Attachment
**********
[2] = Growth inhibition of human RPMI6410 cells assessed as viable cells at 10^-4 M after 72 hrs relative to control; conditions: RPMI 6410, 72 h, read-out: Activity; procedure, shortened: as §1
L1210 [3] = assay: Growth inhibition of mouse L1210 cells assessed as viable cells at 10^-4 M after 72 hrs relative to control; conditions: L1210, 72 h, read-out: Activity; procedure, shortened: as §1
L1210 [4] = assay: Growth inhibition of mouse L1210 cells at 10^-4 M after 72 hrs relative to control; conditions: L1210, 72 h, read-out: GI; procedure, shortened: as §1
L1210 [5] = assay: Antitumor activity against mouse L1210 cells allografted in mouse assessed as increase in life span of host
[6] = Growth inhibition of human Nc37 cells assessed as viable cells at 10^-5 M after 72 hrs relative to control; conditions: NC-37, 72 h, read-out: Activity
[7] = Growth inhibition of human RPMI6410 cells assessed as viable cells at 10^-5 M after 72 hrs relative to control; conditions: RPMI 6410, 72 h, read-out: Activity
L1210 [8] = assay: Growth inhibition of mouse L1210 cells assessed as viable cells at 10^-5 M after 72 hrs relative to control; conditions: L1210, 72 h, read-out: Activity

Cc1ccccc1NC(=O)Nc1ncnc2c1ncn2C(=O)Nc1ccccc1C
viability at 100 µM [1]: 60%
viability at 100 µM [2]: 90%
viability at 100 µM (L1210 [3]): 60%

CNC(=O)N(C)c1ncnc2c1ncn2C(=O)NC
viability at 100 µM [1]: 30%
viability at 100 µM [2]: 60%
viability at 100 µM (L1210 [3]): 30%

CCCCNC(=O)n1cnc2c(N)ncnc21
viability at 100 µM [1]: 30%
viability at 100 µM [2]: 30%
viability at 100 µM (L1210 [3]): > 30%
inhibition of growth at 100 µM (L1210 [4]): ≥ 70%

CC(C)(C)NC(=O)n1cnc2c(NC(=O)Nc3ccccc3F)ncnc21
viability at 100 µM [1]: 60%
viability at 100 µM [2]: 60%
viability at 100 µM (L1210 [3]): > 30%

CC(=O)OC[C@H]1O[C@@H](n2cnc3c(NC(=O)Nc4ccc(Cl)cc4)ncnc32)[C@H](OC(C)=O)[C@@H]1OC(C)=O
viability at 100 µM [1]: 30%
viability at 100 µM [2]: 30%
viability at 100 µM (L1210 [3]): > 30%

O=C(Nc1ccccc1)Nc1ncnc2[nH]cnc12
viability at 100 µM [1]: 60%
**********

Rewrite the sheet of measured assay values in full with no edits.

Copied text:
[2] = Growth inhibition of human RPMI6410 cells assessed as viable cells at 10^-4 M after 72 hrs relative to control; conditions: RPMI 6410, 72 h, read-out: Activity; procedure, shortened: as §1
L1210 [3] = assay: Growth inhibition of mouse L1210 cells assessed as viable cells at 10^-4 M after 72 hrs relative to control; conditions: L1210, 72 h, read-out: Activity; procedure, shortened: as §1
L1210 [4] = assay: Growth inhibition of mouse L1210 cells at 10^-4 M after 72 hrs relative to control; conditions: L1210, 72 h, read-out: GI; procedure, shortened: as §1
L1210 [5] = assay: Antitumor activity against mouse L1210 cells allografted in mouse assessed as increase in life span of host
[6] = Growth inhibition of human Nc37 cells assessed as viable cells at 10^-5 M after 72 hrs relative to control; conditions: NC-37, 72 h, read-out: Activity
[7] = Growth inhibition of human RPMI6410 cells assessed as viable cells at 10^-5 M after 72 hrs relative to control; conditions: RPMI 6410, 72 h, read-out: Activity
L1210 [8] = assay: Growth inhibition of mouse L1210 cells assessed as viable cells at 10^-5 M after 72 hrs relative to control; conditions: L1210, 72 h, read-out: Activity

Cc1ccccc1NC(=O)Nc1ncnc2c1ncn2C(=O)Nc1ccccc1C
viability at 100 µM [1]: 60%
viability at 100 µM [2]: 90%
viability at 100 µM (L1210 [3]): 60%

CNC(=O)N(C)c1ncnc2c1ncn2C(=O)NC
viability at 100 µM [1]: 30%
viability at 100 µM [2]: 60%
viability at 100 µM (L1210 [3]): 30%

CCCCNC(=O)n1cnc2c(N)ncnc21
viability at 100 µM [1]: 30%
viability at 100 µM [2]: 30%
viability at 100 µM (L1210 [3]): > 30%
inhibition of growth at 100 µM (L1210 [4]): ≥ 70%

CC(C)(C)NC(=O)n1cnc2c(NC(=O)Nc3ccccc3F)ncnc21
viability at 100 µM [1]: 60%
viability at 100 µM [2]: 60%
viability at 100 µM (L1210 [3]): > 30%

CC(=O)OC[C@H]1O[C@@H](n2cnc3c(NC(=O)Nc4ccc(Cl)cc4)ncnc32)[C@H](OC(C)=O)[C@@H]1OC(C)=O
viability at 100 µM [1]: 30%
viability at 100 µM [2]: 30%
viability at 100 µM (L1210 [3]): > 30%

O=C(Nc1ccccc1)Nc1ncnc2[nH]cnc12
viability at 100 µM [1]: 60%